The combination of silent infections, exponential growth and the calamitous timing of New Year’s Eve being within one incubation period of Christmas Day is a tinder-box. Unlike most outbreaks, we can predict the exact dates of super-spreading – December 25 and 31 – two days of massive cross-city movement and gatherings. This is far more serious than the Crossroads Hotel outbreak because of the timing.

The localised lockdown of the northern beaches may or may not work. Growing clusters in the rest of Sydney or other states may not be apparent for another week or two. Wastewater surveillance will provide early warnings of emerging hotspots.

Masked shoppers and a COVID marshall outside Coles in Manly.

Masked shoppers and a COVID marshall outside Coles in Manly.Credit:Renee Nowytarger

If we do not act urgently, Christmas Day will be a super-spreader, followed by the mother of all super-spreading events, New Year’s Eve. The exhausted NSW public health team may begin 2021 with the largest COVID-19 epidemic the state has ever faced.

The idea of “living with a bit of COVID-19” and soldiering on is a falsehood because of exponential growth of epidemic infections. The health system is the weak link – it is the first part of society to break during pandemics. When hospital and ICU beds are full, health workers dead, ill or quarantined, all other medical care becomes compromised. Even in the Ruby Princess-related outbreak in Tasmania, more than 1000 health workers were quarantined, forcing a shutdown of the hospital.

Every city that has laboured under the misapprehension that they can carry on with a bit of community transmission has been forced into lockdown when the health system collapsed.

It is still possible to prevent this predictable chain of events in Sydney. Firstly, testing capacity must be increased – reports of people waiting in line for up to six hours means many may leave without testing. Secondly, we need to rapidly improve digital contact-tracing methods so that if the epidemic gets too large to track manually, we will not fall behind, as they did in Melbourne.

NSW has mandated the QR codes at every public venue, but mandation must be accompanied by enforcement and penalties. We can also automate the data download for a “tap and go” system. A colour-coded QR code system as used in Wuhan would help. If it was mandatory for every air crew and passenger leaving Sydney airport to use the QR code and be triaged accordingly, you would not have mistakes made, such as recent arrivals who skipped quarantine and went straight to Melbourne.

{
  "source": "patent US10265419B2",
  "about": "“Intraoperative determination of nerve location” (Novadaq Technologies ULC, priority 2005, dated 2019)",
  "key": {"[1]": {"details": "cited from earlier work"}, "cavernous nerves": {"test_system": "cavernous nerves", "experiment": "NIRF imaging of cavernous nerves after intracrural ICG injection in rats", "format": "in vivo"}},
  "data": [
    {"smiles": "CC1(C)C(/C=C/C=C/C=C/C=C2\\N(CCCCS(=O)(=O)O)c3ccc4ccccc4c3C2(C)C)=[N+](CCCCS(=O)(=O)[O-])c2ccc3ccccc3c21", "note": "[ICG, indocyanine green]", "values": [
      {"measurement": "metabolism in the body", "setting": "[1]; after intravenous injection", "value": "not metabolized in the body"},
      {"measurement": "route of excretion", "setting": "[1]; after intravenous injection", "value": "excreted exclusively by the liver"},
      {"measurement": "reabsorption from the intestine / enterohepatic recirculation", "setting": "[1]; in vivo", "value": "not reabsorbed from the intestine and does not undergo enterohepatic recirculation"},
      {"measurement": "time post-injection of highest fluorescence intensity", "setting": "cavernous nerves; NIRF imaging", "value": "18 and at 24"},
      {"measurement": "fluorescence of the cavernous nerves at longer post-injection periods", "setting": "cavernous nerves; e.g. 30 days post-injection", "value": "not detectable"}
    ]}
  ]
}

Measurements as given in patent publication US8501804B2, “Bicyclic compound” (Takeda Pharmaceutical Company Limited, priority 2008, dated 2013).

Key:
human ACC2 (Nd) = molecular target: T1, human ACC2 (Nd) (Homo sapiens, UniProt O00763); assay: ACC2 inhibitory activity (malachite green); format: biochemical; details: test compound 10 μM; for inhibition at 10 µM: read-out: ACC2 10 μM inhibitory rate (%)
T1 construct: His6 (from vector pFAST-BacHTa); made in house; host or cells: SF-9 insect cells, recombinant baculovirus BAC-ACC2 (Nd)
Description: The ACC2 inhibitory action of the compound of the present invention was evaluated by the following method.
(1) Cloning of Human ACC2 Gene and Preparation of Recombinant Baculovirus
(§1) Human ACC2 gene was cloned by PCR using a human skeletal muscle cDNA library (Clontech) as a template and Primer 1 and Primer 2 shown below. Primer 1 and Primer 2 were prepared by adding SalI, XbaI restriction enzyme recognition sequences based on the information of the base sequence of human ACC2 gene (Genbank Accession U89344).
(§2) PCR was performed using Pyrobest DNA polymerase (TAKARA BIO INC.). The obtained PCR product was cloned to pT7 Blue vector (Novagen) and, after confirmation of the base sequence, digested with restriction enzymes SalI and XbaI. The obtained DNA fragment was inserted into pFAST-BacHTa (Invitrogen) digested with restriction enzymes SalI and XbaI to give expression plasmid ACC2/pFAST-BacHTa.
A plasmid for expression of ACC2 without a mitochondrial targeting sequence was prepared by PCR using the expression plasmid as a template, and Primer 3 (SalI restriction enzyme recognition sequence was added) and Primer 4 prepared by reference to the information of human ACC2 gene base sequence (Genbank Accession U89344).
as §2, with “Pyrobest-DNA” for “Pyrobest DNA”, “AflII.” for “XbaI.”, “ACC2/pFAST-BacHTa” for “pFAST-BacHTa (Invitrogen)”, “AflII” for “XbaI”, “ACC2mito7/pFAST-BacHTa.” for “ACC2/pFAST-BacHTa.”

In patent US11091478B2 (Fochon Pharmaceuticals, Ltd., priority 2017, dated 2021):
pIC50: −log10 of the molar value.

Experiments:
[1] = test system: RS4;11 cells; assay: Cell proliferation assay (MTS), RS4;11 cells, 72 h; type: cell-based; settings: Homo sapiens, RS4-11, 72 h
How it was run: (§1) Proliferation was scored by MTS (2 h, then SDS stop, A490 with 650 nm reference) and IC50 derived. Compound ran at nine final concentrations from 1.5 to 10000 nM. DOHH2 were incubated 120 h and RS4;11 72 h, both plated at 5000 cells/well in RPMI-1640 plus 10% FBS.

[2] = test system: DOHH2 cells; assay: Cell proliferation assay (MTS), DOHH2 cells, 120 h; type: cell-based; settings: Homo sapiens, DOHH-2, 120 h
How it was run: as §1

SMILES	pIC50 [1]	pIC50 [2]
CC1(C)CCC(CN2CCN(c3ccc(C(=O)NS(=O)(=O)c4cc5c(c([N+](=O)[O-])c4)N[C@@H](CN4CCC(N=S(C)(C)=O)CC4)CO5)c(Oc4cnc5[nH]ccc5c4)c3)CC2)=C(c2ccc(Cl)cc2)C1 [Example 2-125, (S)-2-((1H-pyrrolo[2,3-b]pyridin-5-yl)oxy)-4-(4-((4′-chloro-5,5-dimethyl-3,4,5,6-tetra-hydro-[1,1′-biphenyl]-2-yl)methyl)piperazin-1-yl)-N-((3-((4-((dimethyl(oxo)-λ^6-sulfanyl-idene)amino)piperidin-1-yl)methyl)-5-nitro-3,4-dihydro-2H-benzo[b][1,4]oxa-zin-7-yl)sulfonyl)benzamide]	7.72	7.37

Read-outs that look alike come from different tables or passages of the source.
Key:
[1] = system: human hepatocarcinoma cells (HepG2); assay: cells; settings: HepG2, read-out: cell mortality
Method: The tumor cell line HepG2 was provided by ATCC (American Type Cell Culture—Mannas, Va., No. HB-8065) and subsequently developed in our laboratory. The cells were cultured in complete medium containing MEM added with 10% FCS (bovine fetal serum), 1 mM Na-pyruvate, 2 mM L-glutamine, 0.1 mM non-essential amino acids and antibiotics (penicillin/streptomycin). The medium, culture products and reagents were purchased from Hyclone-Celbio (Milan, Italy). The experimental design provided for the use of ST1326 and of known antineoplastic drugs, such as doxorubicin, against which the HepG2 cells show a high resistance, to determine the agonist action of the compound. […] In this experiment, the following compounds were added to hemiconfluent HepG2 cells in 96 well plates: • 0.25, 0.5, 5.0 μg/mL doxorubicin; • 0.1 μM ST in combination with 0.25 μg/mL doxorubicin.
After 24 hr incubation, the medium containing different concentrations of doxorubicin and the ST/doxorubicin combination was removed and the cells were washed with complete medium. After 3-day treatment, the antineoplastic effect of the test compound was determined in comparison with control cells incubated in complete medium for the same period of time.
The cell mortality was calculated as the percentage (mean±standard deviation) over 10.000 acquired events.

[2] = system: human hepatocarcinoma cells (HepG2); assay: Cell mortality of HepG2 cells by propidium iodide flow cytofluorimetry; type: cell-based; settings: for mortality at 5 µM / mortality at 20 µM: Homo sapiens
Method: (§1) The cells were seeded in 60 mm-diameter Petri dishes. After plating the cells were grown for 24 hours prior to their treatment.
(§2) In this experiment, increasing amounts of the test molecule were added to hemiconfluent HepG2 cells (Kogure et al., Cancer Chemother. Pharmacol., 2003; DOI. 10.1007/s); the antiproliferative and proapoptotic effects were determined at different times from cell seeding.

Mandating masks across greater Sydney will make a difference, especially as people flood shopping malls in huge numbers for Christmas shopping. Without a mandate, we can expect 30-50 per cent at most to wear masks compared to 100 per cent with a mandate. Making masks compulsory early in an epidemic will prevent many more infections and deaths than one issued at the peak.

We must prepare and protect our health and aged care workers.

If numbers increase today, a short, sharp lockdown (Monday to Thursday) for Greater Sydney may prevent a worst-case scenario and still allow Christmas gatherings to occur. However, we must provide people with instructions on safe holiday gatherings.

Distorted messaging and hygiene theatre have seen people frantically washing hands and wiping surfaces but remaining unaware of masks and ventilation to reduce airborne transmission, which is the dominant mode of spread. Further, 80 per cent of spread occurs indoors. Restricting numbers of people at your Christmas gathering, having a backyard BBQ instead of eating indoors, keeping windows and doors open if indoors, wearing masks while not eating or drinking, and social distancing will all help. Church services are also high risk, and we need back-up plans for virtual or outdoors services. If indoors, recorded choral music would be safest, or having singing only by a socially distancing choir, not the congregation. Singing generates high amounts of respiratory aerosols and numerous church and choir outbreaks of COVID-19 have been documented.

If this epidemic has not dwindled to single-digit numbers by Christmas, we need to ban indoor gatherings on New Year’s Eve, including dance parties, nightclubs, pubs and restaurants. If we don’t, these businesses may face even longer closures in the months ahead, as occurred in Melbourne with a three-month lockdown.

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Finally, we must prepare and protect our health and aged care workers. More than 7000 health workers had died of COVID-19 by September globally, and Australian health workers had three times the risk of COVID-19 compared to the general community. We should not wait until 3500 of them are infected (as occurred in Victoria) before providing them better respiratory protection. We should be using the precautionary principle and recognising that the occupational health and safety of health workers lags far behind other industries.

All planning must consider the exponential growth of epidemics, the role of social mixing and movement in transmission of SARS-COV-2, the calamitous timing of New Year’s Eve within one incubation period of Christmas Day on, and the magnitude of risk this poses. At the same time, we must aim high and aim for herd immunity through vaccination so we do not have to face this situation again.

Professor Raina MacIntyre is the head of the Biosecurity Research Program at the Kirby Institute, UNSW Medicine.

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